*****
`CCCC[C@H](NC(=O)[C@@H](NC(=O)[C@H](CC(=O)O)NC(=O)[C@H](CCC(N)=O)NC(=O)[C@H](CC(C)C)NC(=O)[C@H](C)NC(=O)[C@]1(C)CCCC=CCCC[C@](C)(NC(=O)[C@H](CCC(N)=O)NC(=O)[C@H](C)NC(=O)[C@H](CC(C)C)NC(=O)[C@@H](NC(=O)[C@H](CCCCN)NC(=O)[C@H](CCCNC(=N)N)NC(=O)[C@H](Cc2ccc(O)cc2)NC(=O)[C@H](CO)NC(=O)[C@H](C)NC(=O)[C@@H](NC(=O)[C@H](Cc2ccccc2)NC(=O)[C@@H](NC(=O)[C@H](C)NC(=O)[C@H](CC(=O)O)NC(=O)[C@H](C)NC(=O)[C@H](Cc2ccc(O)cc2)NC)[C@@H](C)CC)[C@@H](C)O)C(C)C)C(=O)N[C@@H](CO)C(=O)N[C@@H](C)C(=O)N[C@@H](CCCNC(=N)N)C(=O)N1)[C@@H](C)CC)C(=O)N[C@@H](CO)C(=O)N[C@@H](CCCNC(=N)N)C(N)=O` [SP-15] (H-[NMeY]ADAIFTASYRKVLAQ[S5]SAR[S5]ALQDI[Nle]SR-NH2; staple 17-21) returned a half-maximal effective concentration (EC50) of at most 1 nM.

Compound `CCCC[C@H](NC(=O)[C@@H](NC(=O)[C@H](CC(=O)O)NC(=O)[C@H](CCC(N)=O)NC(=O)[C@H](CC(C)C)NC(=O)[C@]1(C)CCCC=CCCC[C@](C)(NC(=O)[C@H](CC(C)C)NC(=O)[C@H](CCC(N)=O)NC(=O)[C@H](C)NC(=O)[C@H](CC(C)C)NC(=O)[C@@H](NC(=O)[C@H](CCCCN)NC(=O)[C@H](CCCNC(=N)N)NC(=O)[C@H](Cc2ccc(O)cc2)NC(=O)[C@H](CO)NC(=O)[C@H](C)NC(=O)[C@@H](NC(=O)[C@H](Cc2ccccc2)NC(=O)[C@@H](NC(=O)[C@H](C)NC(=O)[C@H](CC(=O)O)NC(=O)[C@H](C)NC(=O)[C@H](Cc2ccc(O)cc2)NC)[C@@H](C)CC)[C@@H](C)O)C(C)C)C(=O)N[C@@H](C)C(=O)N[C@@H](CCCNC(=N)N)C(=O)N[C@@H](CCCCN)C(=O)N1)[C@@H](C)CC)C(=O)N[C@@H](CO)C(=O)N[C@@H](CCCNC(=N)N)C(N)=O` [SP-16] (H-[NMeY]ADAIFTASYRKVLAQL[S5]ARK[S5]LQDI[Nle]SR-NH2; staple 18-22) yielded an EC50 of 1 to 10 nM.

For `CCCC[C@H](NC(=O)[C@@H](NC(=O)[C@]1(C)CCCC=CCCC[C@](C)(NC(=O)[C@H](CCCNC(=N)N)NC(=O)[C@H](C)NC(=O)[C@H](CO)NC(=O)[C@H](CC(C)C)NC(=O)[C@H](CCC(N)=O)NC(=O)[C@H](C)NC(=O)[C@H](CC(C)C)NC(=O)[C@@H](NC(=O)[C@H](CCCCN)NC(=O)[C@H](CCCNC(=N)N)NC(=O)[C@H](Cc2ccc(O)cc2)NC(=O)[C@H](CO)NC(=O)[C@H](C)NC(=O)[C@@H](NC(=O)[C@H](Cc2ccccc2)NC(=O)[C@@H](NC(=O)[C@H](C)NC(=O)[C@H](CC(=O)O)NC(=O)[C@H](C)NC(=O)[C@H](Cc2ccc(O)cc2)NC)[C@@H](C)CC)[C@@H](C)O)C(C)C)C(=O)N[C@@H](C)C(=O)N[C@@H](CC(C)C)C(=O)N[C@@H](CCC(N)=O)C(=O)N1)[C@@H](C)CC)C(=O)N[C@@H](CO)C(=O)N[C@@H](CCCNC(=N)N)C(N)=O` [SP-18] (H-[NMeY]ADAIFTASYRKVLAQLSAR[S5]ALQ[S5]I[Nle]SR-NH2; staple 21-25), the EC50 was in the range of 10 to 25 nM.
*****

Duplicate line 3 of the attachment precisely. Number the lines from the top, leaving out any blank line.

For `CCCC[C@H](NC(=O)[C@@H](NC(=O)[C@]1(C)CCCC=CCCC[C@](C)(NC(=O)[C@H](CCCNC(=N)N)NC(=O)[C@H](C)NC(=O)[C@H](CO)NC(=O)[C@H](CC(C)C)NC(=O)[C@H](CCC(N)=O)NC(=O)[C@H](C)NC(=O)[C@H](CC(C)C)NC(=O)[C@@H](NC(=O)[C@H](CCCCN)NC(=O)[C@H](CCCNC(=N)N)NC(=O)[C@H](Cc2ccc(O)cc2)NC(=O)[C@H](CO)NC(=O)[C@H](C)NC(=O)[C@@H](NC(=O)[C@H](Cc2ccccc2)NC(=O)[C@@H](NC(=O)[C@H](C)NC(=O)[C@H](CC(=O)O)NC(=O)[C@H](C)NC(=O)[C@H](Cc2ccc(O)cc2)NC)[C@@H](C)CC)[C@@H](C)O)C(C)C)C(=O)N[C@@H](C)C(=O)N[C@@H](CC(C)C)C(=O)N[C@@H](CCC(N)=O)C(=O)N1)[C@@H](C)CC)C(=O)N[C@@H](CO)C(=O)N[C@@H](CCCNC(=N)N)C(N)=O` [SP-18] (H-[NMeY]ADAIFTASYRKVLAQLSAR[S5]ALQ[S5]I[Nle]SR-NH2; staple 21-25), the EC50 was in the range of 10 to 25 nM.